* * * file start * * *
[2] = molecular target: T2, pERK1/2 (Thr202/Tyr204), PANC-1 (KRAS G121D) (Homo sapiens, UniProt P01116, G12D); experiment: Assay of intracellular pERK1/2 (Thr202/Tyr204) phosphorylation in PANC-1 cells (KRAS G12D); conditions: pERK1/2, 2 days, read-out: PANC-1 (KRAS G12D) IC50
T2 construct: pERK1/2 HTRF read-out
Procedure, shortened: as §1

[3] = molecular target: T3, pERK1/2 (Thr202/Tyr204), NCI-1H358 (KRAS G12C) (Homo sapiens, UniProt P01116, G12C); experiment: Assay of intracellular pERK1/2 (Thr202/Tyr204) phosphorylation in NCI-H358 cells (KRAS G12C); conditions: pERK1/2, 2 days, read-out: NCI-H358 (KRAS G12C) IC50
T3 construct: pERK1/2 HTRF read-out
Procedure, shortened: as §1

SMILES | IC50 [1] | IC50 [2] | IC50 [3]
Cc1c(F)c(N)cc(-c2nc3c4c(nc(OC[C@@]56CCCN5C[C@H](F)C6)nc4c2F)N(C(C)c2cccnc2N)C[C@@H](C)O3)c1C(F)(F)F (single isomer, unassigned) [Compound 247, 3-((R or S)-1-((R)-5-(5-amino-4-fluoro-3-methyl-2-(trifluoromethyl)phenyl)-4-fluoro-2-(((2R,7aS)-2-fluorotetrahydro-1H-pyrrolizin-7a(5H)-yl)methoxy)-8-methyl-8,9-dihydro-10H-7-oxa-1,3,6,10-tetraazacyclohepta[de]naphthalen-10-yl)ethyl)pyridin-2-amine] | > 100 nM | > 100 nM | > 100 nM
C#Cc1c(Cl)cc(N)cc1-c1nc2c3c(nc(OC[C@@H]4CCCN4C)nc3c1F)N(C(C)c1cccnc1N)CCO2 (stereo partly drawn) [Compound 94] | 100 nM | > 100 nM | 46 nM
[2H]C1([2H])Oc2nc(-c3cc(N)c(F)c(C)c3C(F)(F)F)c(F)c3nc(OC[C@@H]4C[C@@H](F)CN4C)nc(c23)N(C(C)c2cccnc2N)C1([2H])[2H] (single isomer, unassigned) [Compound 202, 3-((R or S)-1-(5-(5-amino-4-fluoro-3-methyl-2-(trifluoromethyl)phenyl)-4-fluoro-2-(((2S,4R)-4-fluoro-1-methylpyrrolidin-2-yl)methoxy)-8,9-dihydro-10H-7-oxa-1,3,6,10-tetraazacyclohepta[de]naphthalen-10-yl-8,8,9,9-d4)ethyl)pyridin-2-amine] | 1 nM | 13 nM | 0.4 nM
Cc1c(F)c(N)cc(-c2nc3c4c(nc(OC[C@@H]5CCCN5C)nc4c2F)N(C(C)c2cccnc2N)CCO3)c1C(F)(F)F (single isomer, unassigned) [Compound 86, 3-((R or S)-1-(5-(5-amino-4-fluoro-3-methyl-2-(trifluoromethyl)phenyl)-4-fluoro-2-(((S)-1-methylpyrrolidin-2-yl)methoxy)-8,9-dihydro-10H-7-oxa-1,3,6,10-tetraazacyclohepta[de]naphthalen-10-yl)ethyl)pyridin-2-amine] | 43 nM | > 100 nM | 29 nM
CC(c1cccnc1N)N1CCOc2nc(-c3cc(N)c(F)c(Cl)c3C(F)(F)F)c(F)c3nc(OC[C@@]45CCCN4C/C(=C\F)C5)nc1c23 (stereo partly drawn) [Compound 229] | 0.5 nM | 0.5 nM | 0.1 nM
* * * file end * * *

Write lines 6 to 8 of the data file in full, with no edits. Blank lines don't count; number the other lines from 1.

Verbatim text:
Procedure, shortened: as §1

SMILES | IC50 [1] | IC50 [2] | IC50 [3]
Cc1c(F)c(N)cc(-c2nc3c4c(nc(OC[C@@]56CCCN5C[C@H](F)C6)nc4c2F)N(C(C)c2cccnc2N)C[C@@H](C)O3)c1C(F)(F)F (single isomer, unassigned) [Compound 247, 3-((R or S)-1-((R)-5-(5-amino-4-fluoro-3-methyl-2-(trifluoromethyl)phenyl)-4-fluoro-2-(((2R,7aS)-2-fluorotetrahydro-1H-pyrrolizin-7a(5H)-yl)methoxy)-8-methyl-8,9-dihydro-10H-7-oxa-1,3,6,10-tetraazacyclohepta[de]naphthalen-10-yl)ethyl)pyridin-2-amine] | > 100 nM | > 100 nM | > 100 nM